Last May, students from 22 high schools competed in Get Lit's annual Classic Slam, the largest poetry event ever held for teens in Los Angeles. Next up is an international poetry competition in Chicago Aug. 7-10, with participants from around the globe, including India, Guam, and Britain.
Lane had written a how-to book for aspiring actresses on how to deliver a monologue, and had been told by Lindfors to memorize and perform two monologues by someone else for every one of her own. That experience helped her come up with her unique approach with Get Lit: Teens perform one classic poem followed by one of their own.
"There is something about having someone else's words inside of you, especially when that someone is a master who expresses things you feel and think but don't yet have the words to say," Lane says.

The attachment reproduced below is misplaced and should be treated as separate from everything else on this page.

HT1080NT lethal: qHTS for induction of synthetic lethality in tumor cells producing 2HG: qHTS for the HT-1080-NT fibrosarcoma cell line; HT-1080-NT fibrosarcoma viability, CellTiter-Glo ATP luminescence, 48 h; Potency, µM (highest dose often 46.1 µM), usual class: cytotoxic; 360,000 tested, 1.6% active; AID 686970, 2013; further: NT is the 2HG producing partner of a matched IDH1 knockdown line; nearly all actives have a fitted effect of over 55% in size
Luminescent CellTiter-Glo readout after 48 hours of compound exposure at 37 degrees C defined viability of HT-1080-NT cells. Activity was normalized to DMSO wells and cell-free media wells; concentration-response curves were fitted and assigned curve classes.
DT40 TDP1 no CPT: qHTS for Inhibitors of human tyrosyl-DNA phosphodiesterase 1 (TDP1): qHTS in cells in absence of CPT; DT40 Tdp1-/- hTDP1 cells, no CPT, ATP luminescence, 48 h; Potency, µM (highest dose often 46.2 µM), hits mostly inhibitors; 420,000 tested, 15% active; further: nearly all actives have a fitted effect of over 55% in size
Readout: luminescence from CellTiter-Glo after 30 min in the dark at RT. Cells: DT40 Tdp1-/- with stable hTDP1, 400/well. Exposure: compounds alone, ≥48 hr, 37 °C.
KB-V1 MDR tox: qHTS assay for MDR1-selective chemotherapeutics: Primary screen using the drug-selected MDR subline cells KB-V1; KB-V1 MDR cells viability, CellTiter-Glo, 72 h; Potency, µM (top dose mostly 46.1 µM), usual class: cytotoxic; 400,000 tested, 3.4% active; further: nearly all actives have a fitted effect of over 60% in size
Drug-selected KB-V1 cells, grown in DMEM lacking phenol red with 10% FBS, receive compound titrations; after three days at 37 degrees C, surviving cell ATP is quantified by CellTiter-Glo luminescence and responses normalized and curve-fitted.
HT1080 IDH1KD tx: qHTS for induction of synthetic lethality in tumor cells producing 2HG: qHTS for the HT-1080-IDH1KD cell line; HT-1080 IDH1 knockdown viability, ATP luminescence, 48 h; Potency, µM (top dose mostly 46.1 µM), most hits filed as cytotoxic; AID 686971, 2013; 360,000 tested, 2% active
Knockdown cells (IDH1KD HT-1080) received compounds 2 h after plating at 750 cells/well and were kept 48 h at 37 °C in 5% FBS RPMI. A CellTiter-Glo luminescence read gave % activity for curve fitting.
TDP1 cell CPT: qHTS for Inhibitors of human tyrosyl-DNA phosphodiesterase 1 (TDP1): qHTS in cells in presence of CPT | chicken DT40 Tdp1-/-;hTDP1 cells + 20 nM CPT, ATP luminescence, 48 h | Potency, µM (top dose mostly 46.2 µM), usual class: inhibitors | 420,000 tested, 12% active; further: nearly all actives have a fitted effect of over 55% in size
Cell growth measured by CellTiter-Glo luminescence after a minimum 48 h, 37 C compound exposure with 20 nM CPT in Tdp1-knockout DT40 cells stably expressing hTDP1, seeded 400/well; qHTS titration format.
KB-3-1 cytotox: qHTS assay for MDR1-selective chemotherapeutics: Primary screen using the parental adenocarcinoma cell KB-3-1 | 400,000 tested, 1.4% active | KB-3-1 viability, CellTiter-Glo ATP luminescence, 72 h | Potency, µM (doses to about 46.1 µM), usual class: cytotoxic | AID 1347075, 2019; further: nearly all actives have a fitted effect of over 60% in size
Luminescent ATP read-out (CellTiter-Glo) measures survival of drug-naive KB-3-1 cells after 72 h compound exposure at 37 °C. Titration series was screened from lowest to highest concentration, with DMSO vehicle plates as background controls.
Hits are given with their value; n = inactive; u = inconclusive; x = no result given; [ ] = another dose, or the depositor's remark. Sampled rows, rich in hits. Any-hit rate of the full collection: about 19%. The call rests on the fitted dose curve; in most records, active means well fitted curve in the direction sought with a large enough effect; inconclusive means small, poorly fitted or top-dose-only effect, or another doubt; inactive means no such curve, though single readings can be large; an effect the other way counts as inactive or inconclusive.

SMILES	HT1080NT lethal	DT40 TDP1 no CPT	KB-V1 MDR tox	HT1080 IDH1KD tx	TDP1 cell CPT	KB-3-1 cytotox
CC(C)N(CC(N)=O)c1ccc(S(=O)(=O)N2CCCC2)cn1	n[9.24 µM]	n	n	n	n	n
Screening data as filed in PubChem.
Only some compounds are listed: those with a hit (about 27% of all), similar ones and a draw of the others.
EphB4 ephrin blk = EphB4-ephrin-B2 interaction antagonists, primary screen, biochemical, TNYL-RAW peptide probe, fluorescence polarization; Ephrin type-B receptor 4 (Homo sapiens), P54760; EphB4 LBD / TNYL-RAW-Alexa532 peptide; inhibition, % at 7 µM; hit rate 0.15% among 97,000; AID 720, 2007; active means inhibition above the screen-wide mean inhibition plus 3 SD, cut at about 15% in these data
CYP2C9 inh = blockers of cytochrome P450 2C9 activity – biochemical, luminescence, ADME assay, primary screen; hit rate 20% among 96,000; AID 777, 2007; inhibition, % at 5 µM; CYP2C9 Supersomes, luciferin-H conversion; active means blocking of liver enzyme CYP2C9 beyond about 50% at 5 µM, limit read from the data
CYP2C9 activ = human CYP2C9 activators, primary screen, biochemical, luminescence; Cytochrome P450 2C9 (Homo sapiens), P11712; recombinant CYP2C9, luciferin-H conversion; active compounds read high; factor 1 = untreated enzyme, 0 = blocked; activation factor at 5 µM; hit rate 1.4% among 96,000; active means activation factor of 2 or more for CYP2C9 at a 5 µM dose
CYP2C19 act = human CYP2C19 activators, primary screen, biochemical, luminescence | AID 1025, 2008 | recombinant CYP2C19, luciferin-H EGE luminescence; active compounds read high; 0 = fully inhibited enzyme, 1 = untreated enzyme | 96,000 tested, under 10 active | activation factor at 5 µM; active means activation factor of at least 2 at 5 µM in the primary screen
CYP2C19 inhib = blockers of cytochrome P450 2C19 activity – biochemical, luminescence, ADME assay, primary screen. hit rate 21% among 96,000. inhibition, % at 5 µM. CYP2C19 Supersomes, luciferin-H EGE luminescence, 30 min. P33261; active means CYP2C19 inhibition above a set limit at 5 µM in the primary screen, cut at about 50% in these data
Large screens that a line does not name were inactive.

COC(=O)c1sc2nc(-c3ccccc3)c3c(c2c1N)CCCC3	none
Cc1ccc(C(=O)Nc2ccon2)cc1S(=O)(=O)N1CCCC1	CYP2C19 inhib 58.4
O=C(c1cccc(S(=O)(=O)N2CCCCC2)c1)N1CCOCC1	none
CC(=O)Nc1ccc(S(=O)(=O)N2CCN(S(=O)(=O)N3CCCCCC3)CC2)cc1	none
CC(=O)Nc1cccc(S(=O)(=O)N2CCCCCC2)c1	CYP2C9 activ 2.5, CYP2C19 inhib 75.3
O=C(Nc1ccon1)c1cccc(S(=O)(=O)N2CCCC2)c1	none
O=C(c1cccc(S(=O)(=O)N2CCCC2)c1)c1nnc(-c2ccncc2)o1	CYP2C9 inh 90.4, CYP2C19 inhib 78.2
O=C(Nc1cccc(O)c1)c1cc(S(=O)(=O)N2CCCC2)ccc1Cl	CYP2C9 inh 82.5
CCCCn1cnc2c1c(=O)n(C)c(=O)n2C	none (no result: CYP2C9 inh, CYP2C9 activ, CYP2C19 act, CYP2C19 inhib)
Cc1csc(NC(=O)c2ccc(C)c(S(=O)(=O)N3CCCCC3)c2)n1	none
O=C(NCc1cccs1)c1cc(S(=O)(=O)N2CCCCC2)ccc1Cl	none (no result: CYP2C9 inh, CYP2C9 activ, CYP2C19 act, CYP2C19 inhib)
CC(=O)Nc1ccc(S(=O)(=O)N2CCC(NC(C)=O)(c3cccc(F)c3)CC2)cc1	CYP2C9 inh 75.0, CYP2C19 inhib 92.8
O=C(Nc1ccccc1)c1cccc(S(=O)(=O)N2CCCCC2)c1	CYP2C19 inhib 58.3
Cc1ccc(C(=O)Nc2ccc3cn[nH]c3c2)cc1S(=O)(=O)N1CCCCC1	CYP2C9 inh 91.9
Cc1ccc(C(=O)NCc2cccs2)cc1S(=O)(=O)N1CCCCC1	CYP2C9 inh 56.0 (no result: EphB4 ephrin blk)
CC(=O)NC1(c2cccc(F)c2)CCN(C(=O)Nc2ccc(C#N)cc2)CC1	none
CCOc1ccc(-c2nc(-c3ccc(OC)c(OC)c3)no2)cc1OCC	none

By memorizing a classic poem, teens undertake a dialogue with that poet. "Someone has written words that will move an audience to tears, or make them laugh," she says. "When you recite those words you feel a power you never knew was possible.
"And by ingesting someone else's words, someone else's viewpoint, you grow larger. You become someone other than who you've always been β a man, a woman, young, old, black, white, gay, straight, rich, poor, angry, empowered, or in love.
"You find friends in the writers whose work you memorize, and there you find a more expansive version of yourself. This is what happened to me, and I felt sad for all the years ... I'd wasted thinking these words were for 'the kids down the hall.' "